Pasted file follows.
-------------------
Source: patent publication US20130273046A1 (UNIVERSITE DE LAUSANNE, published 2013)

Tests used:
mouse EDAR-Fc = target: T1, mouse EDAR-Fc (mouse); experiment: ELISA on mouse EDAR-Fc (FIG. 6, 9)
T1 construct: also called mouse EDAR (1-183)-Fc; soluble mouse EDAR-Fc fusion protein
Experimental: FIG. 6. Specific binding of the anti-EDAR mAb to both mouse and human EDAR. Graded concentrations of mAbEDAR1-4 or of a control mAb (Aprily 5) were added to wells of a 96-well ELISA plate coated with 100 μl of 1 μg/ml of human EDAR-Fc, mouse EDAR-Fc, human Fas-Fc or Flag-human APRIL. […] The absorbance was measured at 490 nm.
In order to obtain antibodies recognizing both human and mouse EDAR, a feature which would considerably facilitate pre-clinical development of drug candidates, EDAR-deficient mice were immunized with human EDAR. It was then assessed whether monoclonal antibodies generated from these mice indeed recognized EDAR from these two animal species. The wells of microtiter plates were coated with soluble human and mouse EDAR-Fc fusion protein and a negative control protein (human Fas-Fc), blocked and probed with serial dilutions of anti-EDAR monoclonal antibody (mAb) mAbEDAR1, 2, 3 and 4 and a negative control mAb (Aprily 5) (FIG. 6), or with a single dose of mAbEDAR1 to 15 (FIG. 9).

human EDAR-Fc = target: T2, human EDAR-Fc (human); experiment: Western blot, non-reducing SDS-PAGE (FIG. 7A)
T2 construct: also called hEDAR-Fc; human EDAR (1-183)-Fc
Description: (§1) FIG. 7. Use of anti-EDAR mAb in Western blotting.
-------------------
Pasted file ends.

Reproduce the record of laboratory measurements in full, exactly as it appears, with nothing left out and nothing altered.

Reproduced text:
Source: patent publication US20130273046A1 (UNIVERSITE DE LAUSANNE, published 2013)

Tests used:
mouse EDAR-Fc = target: T1, mouse EDAR-Fc (mouse); experiment: ELISA on mouse EDAR-Fc (FIG. 6, 9)
T1 construct: also called mouse EDAR (1-183)-Fc; soluble mouse EDAR-Fc fusion protein
Experimental: FIG. 6. Specific binding of the anti-EDAR mAb to both mouse and human EDAR. Graded concentrations of mAbEDAR1-4 or of a control mAb (Aprily 5) were added to wells of a 96-well ELISA plate coated with 100 μl of 1 μg/ml of human EDAR-Fc, mouse EDAR-Fc, human Fas-Fc or Flag-human APRIL. […] The absorbance was measured at 490 nm.
In order to obtain antibodies recognizing both human and mouse EDAR, a feature which would considerably facilitate pre-clinical development of drug candidates, EDAR-deficient mice were immunized with human EDAR. It was then assessed whether monoclonal antibodies generated from these mice indeed recognized EDAR from these two animal species. The wells of microtiter plates were coated with soluble human and mouse EDAR-Fc fusion protein and a negative control protein (human Fas-Fc), blocked and probed with serial dilutions of anti-EDAR monoclonal antibody (mAb) mAbEDAR1, 2, 3 and 4 and a negative control mAb (Aprily 5) (FIG. 6), or with a single dose of mAbEDAR1 to 15 (FIG. 9).

human EDAR-Fc = target: T2, human EDAR-Fc (human); experiment: Western blot, non-reducing SDS-PAGE (FIG. 7A)
T2 construct: also called hEDAR-Fc; human EDAR (1-183)-Fc
Description: (§1) FIG. 7. Use of anti-EDAR mAb in Western blotting.